For two years, since February 24, 2022, Ukraine has been resisting the Russian war of aggression. For ten years, Ukraine has been exposed to attacks in the East and South and from hybrid operations, i.e. cyberattacks and subversion tactics. And the war has taken a brutal toll–flags are raised in central squares across the country to commemorate the fallen.

For years, Moscow had denied its military presence in Ukraine and claimed that Ukrainian separatists were only fighting there on their own initiative—although the Russian command of the alleged separatists, for example by the long-time deputy head of the Kremlin administration Vladislav Surkov, was well documented. The large-scale invasion from three directions has put Russia’s role as aggressor in the spotlight, as well as the military support by Iran and North Korea and the Chinese backing for Moscow. The EU’s solidarity in standing by Ukraine in this war supports the continuation of the international order. Whether Europe’s resolve will endure and lead to further action in time will determine security, peace, progress, and prosperity within Europe’s borders and beyond.

European self-assertion in a new systemic conflict

Helping Ukraine to victory is the blueprint for European self-assertion against Putin’s revisionist imperialism. Russia is a strategic adversary of the EU and democratic Europe. Gone are the days of Vladimir Putin’s dual roles as a supposed peace mediator and simultaneous disruptor of the international system, denying facts and truths. As Ukraine fights for its existence, it has become a certainty in the EU that Europe is a continent of divided security, with some countries protected by their NATO membership and some without protection.

Does the political West achieve a fundamental “Realpolitik” shift?

To militarily stop the Kremlin in the long term and deter new attacks, the G7 and other countries are currently concluding bilateral security agreements with Ukraine. However, these do not entail obligations comparable to the security guarantee under Article 5 of the NATO Treaty, and they are viewed critically in Kyiv, especially in light of the Ukrainian experience with the Budapest Memorandum of 1994. In it, the United Kingdom and the United States (along with Russia) assured Ukraine that they would respect its independence and existing borders.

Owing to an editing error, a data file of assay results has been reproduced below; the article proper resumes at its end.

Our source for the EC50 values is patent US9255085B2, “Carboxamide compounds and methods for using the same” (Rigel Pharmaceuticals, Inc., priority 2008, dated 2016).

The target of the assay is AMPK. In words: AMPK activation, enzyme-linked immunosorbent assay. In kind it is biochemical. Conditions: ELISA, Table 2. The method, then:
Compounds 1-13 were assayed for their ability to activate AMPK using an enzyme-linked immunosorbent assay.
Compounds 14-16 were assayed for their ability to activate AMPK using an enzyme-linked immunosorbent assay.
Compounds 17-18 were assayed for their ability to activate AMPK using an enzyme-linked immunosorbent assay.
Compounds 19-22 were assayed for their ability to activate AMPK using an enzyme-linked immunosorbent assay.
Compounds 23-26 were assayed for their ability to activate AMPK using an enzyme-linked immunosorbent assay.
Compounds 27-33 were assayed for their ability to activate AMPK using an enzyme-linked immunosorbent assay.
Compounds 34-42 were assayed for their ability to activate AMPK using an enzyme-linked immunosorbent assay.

Consistently, a majority of citizens of the EU express support for a common EU defense policy. In a recent eupinions poll by Bertelsmann Stiftung support reached an overwhelming 87 percent. The Union urgently needs to expand its military capabilities within the framework of the Common Security and Defense Policy and deepen its cooperation with NATO – as a reliable ‘European pillar.’

Vladimir Putin’s goal is nothing less than to end the existence of Ukraine and to invalidate the Western security architecture.

Challenges for Ukraine: Survival, reconstruction, and EU membership

Despite undeniable deficits, such as corruption, which Ukraine is persistently combating, Ukraine is defending the values upon which the EU is founded. It is only logical that the Union no longer distinguishes between neighborhood and enlargement policies, seeks enlargement for geopolitical reasons and has put forth the prospect of membership for Ukraine (among other countries).

For this policy shift to be implemented, the EU must reform its own structures and procedures, starting with its capacity to act, for example, by generally making decisions by a qualified majority and abolishing the right of veto.

Ukraine’s resilience, stability, and problem-solving capabilities are remarkable in the face of ongoing destruction and millions of its citizens living as refugees. However, the current situation at the front lines is a war of attrition with heavy losses. Russia has the advantage, however, with greater resources and an approach to warfare that does not shy away from human casualties.

Whether Ukraine survives as a state depends crucially on its allies providing more comprehensive support in time by increasing their own military production capacities, overcoming fragmented defense markets, and deciding on further arms deliveries that will benefit Ukraine in its defense.